No more weekends lost to work
For millions of people in the UK, the normal working week is Monday to Friday. But for many, the weekend is when it all takes place. BBC business journalist Joe Lynam relishes not having to turn down any more wedding invitations and match tickets as he shifts to weekday working.
For four years, my working week was in reverse to most of society. Monday morning was the sweetest part of the week and Thursday evening had to be an early night.
While at work between Friday morning and Sunday night, all my phone calls to contacts had to begin with the phrase: "I'm sorry for disturbing you at the weekend but..."
On the other end of the line in the background, I could usually hear screaming children, supermarket tannoys, swearing football fans or pure silence.
If you're one of the many people in the UK who work weekends, you're doubtless familiar with empty corridors, deserted car parks and abandoned desks.
Of course, if you're in the hospitality sector such as pubs, hotels and entertainment venues, the opposite is the case. Your workplace fills up and your workload doubly so.
Working in London at weekends means the TFL (Transport for London) website almost becomes your home page due to the constant line closures and planned engineering works ahead of the Olympics. I was like a man on the run - never taking the same route to work twice.
And while making my way to work on a Saturday morning, I must have stuck out like a sore thumb. Most people don't wear a full suit and tie on the train or bus to work.
Of course, the reverse is also true, there aren't many men of working age hanging out in parks midweek, reading a book or newspaper in casual clothes. I was conscious of mothers eyeing me suspiciously while they played with their children.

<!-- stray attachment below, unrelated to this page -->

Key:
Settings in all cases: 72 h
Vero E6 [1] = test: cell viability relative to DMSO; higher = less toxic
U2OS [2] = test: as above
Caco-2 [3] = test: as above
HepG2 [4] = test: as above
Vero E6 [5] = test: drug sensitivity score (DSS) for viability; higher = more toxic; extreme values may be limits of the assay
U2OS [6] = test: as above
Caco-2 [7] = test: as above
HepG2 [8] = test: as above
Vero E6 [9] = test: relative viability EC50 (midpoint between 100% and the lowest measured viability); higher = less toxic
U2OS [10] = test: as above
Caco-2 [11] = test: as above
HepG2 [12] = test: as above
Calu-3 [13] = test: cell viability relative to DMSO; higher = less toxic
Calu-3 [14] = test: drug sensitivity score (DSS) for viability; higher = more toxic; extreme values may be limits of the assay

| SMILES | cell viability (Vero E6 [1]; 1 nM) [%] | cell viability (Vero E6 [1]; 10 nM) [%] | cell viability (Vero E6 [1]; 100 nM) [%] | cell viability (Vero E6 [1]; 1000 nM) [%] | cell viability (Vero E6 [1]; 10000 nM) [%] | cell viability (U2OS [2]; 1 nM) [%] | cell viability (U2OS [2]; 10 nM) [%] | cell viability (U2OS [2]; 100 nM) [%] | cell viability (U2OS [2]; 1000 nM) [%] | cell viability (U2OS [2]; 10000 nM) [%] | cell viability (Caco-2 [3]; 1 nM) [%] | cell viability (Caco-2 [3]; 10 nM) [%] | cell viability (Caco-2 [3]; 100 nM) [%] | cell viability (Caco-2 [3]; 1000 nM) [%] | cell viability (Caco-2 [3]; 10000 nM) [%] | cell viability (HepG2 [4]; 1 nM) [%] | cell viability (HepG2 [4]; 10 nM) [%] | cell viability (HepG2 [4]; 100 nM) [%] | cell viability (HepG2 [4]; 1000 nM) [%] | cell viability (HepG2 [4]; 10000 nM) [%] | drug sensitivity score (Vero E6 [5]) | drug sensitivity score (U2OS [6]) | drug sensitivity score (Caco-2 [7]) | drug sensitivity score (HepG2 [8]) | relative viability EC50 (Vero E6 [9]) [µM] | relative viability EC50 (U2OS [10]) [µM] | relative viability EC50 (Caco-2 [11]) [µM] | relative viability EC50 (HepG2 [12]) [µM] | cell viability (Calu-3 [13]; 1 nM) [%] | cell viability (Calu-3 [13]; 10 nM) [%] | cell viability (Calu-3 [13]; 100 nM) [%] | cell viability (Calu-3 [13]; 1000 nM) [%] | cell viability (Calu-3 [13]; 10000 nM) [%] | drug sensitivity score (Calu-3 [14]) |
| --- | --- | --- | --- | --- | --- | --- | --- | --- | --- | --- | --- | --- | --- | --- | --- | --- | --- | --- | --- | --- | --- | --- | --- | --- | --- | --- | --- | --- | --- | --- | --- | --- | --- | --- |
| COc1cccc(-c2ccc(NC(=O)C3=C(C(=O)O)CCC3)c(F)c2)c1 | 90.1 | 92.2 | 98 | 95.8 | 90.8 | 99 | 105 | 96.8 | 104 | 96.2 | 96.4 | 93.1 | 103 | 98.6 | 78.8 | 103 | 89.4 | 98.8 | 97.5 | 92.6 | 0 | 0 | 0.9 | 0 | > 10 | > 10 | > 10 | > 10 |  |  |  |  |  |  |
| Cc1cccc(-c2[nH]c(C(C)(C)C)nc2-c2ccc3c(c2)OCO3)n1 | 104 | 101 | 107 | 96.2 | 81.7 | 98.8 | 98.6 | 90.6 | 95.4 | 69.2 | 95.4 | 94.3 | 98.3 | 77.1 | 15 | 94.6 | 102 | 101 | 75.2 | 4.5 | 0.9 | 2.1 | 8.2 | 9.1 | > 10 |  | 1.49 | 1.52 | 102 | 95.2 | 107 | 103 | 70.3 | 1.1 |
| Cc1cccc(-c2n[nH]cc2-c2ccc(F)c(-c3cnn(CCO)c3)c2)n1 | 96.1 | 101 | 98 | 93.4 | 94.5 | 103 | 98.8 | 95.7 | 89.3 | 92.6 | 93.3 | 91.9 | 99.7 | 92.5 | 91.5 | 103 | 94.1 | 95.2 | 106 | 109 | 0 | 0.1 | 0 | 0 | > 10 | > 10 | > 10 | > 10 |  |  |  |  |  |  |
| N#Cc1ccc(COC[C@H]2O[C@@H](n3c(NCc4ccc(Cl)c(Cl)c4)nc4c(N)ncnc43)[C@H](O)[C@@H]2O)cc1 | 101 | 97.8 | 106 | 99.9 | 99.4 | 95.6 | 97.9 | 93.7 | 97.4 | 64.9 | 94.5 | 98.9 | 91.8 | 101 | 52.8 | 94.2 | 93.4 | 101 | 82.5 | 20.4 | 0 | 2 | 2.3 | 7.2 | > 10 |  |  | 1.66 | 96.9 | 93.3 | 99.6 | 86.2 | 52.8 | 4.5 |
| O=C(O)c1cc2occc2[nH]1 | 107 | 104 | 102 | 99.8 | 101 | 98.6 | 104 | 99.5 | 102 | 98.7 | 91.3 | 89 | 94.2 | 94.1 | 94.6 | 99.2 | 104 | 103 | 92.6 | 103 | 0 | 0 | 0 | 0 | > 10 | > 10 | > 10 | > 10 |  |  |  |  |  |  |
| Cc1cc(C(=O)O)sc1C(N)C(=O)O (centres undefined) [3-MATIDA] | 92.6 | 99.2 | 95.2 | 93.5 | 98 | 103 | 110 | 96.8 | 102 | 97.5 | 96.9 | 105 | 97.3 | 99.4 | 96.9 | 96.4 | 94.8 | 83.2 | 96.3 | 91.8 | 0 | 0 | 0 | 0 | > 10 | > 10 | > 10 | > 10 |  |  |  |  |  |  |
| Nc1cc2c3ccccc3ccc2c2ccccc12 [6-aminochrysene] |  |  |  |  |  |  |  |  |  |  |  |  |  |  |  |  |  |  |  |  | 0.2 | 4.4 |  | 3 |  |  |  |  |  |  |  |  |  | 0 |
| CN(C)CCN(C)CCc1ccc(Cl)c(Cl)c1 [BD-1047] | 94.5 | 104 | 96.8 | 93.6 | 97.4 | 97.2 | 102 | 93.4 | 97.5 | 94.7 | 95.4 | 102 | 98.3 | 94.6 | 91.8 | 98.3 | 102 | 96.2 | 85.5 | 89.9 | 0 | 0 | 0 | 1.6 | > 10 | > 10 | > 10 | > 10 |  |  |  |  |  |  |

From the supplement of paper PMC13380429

So I had plenty of free time during the week for long, gossipy chats or leisurely jogs or strolls through town. Strangely my friends seemed less inclined to join me on my relaxing sojourns. I put that down to poor time management.
Not having had children (until this year), I didn't have to do school runs, change nappies, correct homework or counsel distressed teenagers, which basically meant I had a lot time on my hands.
Time - unlike the rest of the economy - to learn a new language, lunch with contacts, visit museums and galleries and attend midweek sporting events.
And I was able to sign for packages from Royal Mail, do my shopping in an empty supermarket, prepare a proper meal for my partner for when she got home, clean the flat thoroughly and enjoy late nights out.
I could also process mundane stuff like dealing with local authorities, being at home to meet plumbers and tradesmen, get quotes, repair things, paint the flat, etc.
Not that I could fully switch off while not at work - of course, I had to stay across all the main stories. And if I did try to join the rest of society on a Saturday night out, it was usually interrupted by the BBC newsdesk telling me that a particular Sunday paper was reporting something interesting and could I file a radio piece immediately.
I remember going to a Halloween party at a colleague's house on a Saturday evening only to get that call. I was dressed up as Darth Maul from Star Wars (Prequel # I) and my Treasury contact, who I had to call to discuss a banking story, admitted that he was dressed as a vampire at the other end of the line.
And as for the actual job I did - one of the great misconceptions about weekend media consumption is that we all switch off from Friday evening to Monday morning. The exact opposite is true, given the buck for all business and economics stories used to stop at my door at weekends.
And believe me major business stories do break at weekends. Lehman Brothers, RBS bailouts, BP oil slicks, BA strikes, Eurozone crises and major summits. They all seem to have broken on my watch over the past four years.
Now that I'm set to return to join the rest of the world at work during the week, it'll mean I'll have to work more hours and more days.
So, why change?
Well, I like the idea of actually seeing the woman I live with - given that I've spent few Saturday or Sunday afternoons with her - and our new-born son.
I've also had to reject several wedding invitations, dozens of match tickets and countless nights out because I had to work. But most of all, I've missed "weekenders" away in some of Europe's great cities - including my former hometown of Dublin.
I've loved almost (though not every) minute of my working life since 2008. Now I have to reassign my emotions to dreading Mondays and relishing Fridays like everyone else.
Joe Lynam is a correspondent for Newsnight on BBC Two.